My dear reader,
I don’t intend to make a habit of diarizing my days for your reading pleasure. But, inspired by Our Hidden Lives, a book I write about here, I wanted to try a little experiment (which will be located on a tab at the top of my blog called A Hidden Life with the exception of this post) in diary-writing, one that involves describing life in 21st century California. Here it is, for what it’s worth.
2/16/07. A belated valentine’s day dinner at Chez Panisse. We rarely go out anymore, being so preoccupied with children and work. It’s good to remember that we once did this sort of thing, liked it, and will do it –someday — again.
Upstairs at the cafe, we walk by the open kitchen, and see a crowd huddled over what appears to be pizza dough on the counter. A woman with a cap of dark hair and a nice smile — Alice Waters — appears to be teaching the neophytes how to make a really good pizza. This is a good sign.
We ate oysters (all oysters served at Chez Panisse are identified by their homeland, in this case, Hog Island, which I imagine Alice Waters goes to frequently, just to make sure that the ones she’s going to be serving me are up to snuff as the briney pieces of perfection they’re supposed to be. In fact, that’s just what they were.) W had a spring time ravioli, with peas — it was perfect and jewel-like. (Note to self: Lucette is making pasta from scratch. I should try that again after my effort ten years ago.) I had the thing everyone has, but I never do: the mixed lettuces salad with little rounds of baked goat cheese that have been rolled in some kind of crumb mixture. This used to be unusual; now you can get it at Costco. But it’s lovely, because it’s dressed by someone who loves lettuce and knows how to make vinaigrette.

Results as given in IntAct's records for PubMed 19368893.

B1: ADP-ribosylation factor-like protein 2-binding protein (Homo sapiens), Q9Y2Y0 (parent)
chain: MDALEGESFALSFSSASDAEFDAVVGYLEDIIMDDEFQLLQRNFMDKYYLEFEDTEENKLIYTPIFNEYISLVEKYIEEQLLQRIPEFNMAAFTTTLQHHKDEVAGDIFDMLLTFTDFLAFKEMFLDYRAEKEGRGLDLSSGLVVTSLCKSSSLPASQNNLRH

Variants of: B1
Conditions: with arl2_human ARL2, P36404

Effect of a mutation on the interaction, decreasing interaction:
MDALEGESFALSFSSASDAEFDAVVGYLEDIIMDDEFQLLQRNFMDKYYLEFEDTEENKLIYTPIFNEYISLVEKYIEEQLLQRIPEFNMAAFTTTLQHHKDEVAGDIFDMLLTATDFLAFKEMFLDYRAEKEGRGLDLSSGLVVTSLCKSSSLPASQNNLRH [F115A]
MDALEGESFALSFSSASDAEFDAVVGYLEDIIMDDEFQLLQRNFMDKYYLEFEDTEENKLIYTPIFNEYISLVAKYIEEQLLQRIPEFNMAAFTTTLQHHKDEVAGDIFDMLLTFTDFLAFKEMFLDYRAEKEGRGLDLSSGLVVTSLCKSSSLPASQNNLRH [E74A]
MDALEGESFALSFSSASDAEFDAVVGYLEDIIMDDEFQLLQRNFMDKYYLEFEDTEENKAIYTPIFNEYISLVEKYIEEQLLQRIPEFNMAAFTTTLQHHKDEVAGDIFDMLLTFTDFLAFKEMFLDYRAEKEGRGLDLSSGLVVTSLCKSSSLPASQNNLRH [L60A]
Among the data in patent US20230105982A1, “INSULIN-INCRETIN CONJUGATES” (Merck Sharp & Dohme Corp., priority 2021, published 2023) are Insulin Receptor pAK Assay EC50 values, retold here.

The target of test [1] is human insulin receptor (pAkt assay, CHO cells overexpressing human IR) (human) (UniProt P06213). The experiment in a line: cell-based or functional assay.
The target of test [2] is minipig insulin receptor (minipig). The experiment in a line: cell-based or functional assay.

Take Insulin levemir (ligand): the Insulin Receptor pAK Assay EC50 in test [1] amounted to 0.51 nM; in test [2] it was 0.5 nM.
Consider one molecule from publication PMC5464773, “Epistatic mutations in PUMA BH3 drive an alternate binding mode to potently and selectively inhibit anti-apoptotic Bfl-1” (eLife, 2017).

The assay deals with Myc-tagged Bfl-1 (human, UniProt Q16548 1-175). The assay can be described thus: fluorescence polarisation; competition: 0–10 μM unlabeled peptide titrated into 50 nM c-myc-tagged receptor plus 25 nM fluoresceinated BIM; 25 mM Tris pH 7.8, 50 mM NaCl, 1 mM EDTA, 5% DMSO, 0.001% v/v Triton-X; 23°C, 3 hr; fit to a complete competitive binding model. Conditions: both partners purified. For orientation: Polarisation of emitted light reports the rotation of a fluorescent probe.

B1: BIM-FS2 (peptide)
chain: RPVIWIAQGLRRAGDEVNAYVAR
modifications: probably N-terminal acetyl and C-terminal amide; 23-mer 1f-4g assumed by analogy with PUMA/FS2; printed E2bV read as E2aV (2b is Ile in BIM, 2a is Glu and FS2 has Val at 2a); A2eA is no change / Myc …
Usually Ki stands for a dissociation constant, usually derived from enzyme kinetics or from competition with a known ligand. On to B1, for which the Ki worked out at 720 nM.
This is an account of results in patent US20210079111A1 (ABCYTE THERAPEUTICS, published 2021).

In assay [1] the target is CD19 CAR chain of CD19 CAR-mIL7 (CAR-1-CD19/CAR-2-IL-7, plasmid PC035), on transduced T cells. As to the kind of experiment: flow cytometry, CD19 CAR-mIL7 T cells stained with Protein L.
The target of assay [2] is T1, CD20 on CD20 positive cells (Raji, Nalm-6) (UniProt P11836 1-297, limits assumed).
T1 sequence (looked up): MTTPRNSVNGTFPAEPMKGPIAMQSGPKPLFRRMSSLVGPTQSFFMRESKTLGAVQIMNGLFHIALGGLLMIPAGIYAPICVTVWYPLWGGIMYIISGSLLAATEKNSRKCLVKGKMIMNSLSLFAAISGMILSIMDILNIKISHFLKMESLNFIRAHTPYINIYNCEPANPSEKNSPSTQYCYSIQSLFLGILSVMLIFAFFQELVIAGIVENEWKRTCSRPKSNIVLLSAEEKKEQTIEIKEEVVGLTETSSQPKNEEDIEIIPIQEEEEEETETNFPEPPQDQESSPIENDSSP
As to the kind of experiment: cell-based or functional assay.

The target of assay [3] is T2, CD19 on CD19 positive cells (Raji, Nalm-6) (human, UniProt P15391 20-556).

Best of all, though, was the tisane. It’s such a simple thing really, but there’s no restaurant I know of in the United States where you know for a certainty that they boil the water they put over your tea (in most places it comes straight out of the espresso machine water tap). And how lovely to see those mint leaves become incredible tea. W had apple tart (pink lady apple, I’ll have you know). I shared my tea with W, because it is Valentine’s Day and that is What You Do. I want to grow mint and lemon verbena and have a glass teapot in which to make tisane.
One of my favorite things about Chez Panisse, oddly enough, considering that it’s a temple to gastronomy, is the bathroom. Someone, a lapsed catholic, a penitent glutton, installed what look like little confessional windows over the light fixtures that’re directly above the toilet paper. I’ve never actually taken a picture of the interior of a bathroom before, but this seemed to call out for memorializing.
The movie we saw — Dreamgirls — was memorable only because it featured an Eddie Murphy who is so clearly enjoying himself. Everyone else seemed ‘way too earnest. This is, after all, a story about the rise of Diana Ross and the Supremes. I loved the audience though, a mixed group racially, with lots of African American women ranging in age from teenager to grandmother and lots of couples on dates. People clapped at particularly rousing numbers by Jennifer Hudson and I did too. I like that sort of participatory cinema far better than the artsy movie theater in downtown Berkeley where people glare at you if you dare to shift in your seat a little bit.
I’ll admit to a moment of wishing I could, like Pepys, now write “and so to bed” — in fact, it was “so to home in order to put children to bed.” First, though, a terrific meltdown by smallest boy, who was reprimanded for yelling “bastard” at the game he was playing, and for calling the woman who has cared for him so lovingly since he was a baby “fatso.” He is, all accounts to the contrary, not a total monster. Not yet. But if we don’t continue to be very, very strict with him about things like this, he will be.